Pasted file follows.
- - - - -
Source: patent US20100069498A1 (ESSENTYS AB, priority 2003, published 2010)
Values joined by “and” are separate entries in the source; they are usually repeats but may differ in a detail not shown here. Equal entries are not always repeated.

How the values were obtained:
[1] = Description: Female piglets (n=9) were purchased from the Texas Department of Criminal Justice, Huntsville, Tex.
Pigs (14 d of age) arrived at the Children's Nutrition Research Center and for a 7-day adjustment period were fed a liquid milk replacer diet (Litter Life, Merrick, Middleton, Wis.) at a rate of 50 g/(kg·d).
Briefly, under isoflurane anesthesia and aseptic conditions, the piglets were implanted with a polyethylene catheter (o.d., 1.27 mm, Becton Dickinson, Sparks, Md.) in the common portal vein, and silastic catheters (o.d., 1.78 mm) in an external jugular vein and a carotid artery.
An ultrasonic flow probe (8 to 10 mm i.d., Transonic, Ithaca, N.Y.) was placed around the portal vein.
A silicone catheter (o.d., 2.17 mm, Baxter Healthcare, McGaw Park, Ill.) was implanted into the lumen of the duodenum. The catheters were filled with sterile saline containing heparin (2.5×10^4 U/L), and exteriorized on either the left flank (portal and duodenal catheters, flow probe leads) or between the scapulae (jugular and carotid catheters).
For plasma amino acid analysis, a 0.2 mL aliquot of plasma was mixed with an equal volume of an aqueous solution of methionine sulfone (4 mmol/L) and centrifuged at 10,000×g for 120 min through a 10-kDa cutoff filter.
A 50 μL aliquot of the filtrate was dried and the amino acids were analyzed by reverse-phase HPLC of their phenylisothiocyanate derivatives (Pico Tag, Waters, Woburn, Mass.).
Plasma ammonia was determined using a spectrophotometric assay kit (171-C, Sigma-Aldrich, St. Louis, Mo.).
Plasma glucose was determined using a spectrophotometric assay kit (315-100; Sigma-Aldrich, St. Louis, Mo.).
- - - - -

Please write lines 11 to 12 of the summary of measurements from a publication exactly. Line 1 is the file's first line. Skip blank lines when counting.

Plasma ammonia was determined using a spectrophotometric assay kit (171-C, Sigma-Aldrich, St. Louis, Mo.).
Plasma glucose was determined using a spectrophotometric assay kit (315-100; Sigma-Aldrich, St. Louis, Mo.).